The Discovery channel site seems to imply that an ossuary inscribed with “Yaakov bar Yosef a khui d’ Yeshua,” or “James, son of Joseph, brother of Jesus,” in Aramaic, is present along with the others. This is not the case, and is frankly misleading on the part of Discovery. Indeed, an ossuary with this inscription has been found and has been the subject of much discussion given its inscription. Much of the controversy surrounding this ossuary is due to the dismissal of the last part of the inscription, “brother of Jesus,” which some scholars have claimed was added as a forgery to bolster the value of the artifact. Incidentally, the owner of the ossuary, Oded Golan, testified in 2004 that it had been in his possession for over 25 years, and prior to that had been owned by someone else. This means that the James ossuary must have been discovered at least several years prior to the discovery of the intact Talpiot tomb, leading to the conclusion that it was never among the ten ossuaries found there.
Lastly, it seems to me that the linguistic variety of the ossuary inscriptions do not necessarily imply any kind of special status. It seems that the inscription of the “Maria” ossuary is being singled out due to the fact that Maria is the Latin form of Mary. Yet, what of the “Mariamene e mara,” “Yeshua bar Yosef,” and “Yehuda bar Yeshua” ossuaries, which are also inscribed in languages other than Hebrew script? This means that four of the six inscribed ossuaries are not in Hebrew script. Perhaps, then, the Hebrew inscribed ossuaries are the special ones? The statistical evidence, which has been put forth to conclude that the chances that this tomb is not that of Jesus’ family are 600:1 is also quite misleading. It assumes that the “Mariamene e mara” inscription identifies Mary Magdalene. It also does not weigh the presence of the names not associated with Jesus’ family against it, nor does it take in to consideration the presence of unmarked ossuaries. While the collection of names is intriguing, 600:1 in favor of this tomb being that of Jesus’ family seems almost absurd.
The DNA Evidence
According to information released about the tomb, useable tissue samples were only able to be extracted from the ossuaries inscribed “Mariamene e mara” and “Yeshua bar Yosef.” (Jewish law prohibits the bones from being disturbed, so testing has been limited to organic tissue residue found in the ossuaries.) Testing has so far concluded that the occupants of the two ossuaries could not have been maternally related. However, this is a far cry from establishing that the two were married! Though it seems obvious, it should be noted that without an authentic sample of DNA from either the person him/herself or a proven descendant, it is impossible to use DNA sampling to establish the identity of a person. Thus, without an existing sample of DNA from the Biblical Jesus, or a sample from a proven descendant of the Biblical Jesus, no DNA evidence will prove that this ossuary belonged to him.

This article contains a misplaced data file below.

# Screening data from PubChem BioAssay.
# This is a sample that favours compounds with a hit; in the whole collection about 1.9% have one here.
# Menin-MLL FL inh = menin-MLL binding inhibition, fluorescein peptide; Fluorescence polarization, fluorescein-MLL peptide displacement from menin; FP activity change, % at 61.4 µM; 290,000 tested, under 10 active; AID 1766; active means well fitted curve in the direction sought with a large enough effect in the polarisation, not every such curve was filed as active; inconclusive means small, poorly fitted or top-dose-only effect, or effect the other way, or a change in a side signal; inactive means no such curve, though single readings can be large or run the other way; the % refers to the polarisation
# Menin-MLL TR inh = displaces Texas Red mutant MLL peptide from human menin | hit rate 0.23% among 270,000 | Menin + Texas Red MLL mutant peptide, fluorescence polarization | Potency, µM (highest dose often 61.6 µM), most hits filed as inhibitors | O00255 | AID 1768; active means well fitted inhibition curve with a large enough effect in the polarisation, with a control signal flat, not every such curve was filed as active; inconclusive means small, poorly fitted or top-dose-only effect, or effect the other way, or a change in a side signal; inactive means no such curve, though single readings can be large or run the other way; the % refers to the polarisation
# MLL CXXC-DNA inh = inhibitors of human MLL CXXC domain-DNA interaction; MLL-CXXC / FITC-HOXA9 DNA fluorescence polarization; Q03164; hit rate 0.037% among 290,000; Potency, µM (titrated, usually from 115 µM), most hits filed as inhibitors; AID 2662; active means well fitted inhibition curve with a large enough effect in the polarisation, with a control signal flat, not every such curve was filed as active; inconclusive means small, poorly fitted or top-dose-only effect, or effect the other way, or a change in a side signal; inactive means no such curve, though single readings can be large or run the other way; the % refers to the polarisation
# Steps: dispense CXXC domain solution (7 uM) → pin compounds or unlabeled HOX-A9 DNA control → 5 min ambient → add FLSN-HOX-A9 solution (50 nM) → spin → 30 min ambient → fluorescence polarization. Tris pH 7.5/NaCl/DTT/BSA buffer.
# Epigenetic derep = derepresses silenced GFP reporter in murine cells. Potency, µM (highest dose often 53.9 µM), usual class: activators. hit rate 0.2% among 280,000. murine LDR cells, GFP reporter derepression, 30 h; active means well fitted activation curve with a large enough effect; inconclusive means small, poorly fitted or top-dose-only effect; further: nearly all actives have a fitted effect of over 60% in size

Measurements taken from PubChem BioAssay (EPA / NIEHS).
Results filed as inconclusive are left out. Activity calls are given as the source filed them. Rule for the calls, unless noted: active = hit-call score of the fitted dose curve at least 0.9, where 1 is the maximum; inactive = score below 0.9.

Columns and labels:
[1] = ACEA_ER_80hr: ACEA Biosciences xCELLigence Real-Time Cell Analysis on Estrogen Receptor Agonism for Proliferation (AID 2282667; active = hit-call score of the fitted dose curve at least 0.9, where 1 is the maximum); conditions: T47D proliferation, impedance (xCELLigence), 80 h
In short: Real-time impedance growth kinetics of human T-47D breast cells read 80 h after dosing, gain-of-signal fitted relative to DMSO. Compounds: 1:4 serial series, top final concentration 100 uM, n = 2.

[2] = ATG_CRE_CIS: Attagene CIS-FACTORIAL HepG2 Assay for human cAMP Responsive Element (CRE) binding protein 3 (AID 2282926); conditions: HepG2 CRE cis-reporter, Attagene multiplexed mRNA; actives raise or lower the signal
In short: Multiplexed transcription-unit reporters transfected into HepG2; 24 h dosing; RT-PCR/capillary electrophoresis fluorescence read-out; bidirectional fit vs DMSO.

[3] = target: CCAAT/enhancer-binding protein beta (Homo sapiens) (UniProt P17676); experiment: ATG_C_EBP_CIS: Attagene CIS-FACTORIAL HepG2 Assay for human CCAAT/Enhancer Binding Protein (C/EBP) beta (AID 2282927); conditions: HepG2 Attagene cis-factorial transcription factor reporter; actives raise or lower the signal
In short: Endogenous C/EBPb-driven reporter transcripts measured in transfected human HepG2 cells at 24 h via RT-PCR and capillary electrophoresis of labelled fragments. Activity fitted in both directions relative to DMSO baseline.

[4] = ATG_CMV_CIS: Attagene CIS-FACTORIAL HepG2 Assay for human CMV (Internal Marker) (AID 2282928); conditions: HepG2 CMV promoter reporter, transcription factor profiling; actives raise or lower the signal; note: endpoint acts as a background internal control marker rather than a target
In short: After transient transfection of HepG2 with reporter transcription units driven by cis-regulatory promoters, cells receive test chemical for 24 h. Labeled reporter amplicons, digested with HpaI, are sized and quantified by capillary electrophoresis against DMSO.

While the information collected from this tomb might seem to build a convincing case for it being that of the Biblical family, it must be considered along side of all the other information we do know about the family and the circumstances of the early church. The historical validity of the New Testament documents provides ample information about the followers of Jesus, as do the writings of early church fathers and Josephus. Taken as a body of evidence, they certainly suggest that something significant happened to alter the behavior of the disciples and to propel the Christian movement into what it is today. I have written about this previously here: http://christopherbutler.wordpress.com/2006/03/13/the-historical-resurrection-of-jesus-part-3-the-origin-and-perseverance-of-the-church/ and here: http://christopherbutler.wordpress.com/2006/03/11/the-historical-resurrection-of-jesus-part-2-the-empty-tomb/.)
It seems valid at this point to conclude that the evidence that has been released so far is not strong enough to build a case for the Talpiot tomb having belonged to the family of the Biblical Jesus. Indeed, even Amos Kloner, the Bar-Ilan University professor and archaeologist who lead the excavation and subsequent analysis, has been quoted recently, dismissing the hype by saying “It makes a great story for a TV film, but it’s impossible. It’s nonsense. There is no likelihood that Jesus and his relatives had a family tomb. They were a Galilee family with no ties in Jerusalem. The Talpiot tomb belonged to a middle-class family from the 1st century CE.”
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The Historical Resurrection of Jesus, Part 1 (The Pos-Mortem Appearances)
The Historical Resurrection of Jesus, Part 2 (The Empty Tomb)
The Historical Resurrection of Jesus, Part 3 (The Origin and Perseverance of the Church)
The Historical Resurrection of Jesus, Part 4 (Addressing Alternative Explanations)
Related Articles (offsite):
The Discovery Channel interactive site on the “Lost Tomb of Jesus”
The Discovery Channel sponsored “Lost Tomb of Jesus” discussion board
CNN Article posted after the televised press conference:
Ben Witherington’s take on the Talpiot tomb:
Ben Witherington’s second take on the Talpiot tomb:
David Kuo’s take on the Talpiot tomb:
A fair take on some of the scholarly objections on Time.com:
An interesting commentary on the symbols found in the tomb, by Pastor David Janssen (new):
Craig Blomberg’s article on the Talpiot Tomb (new):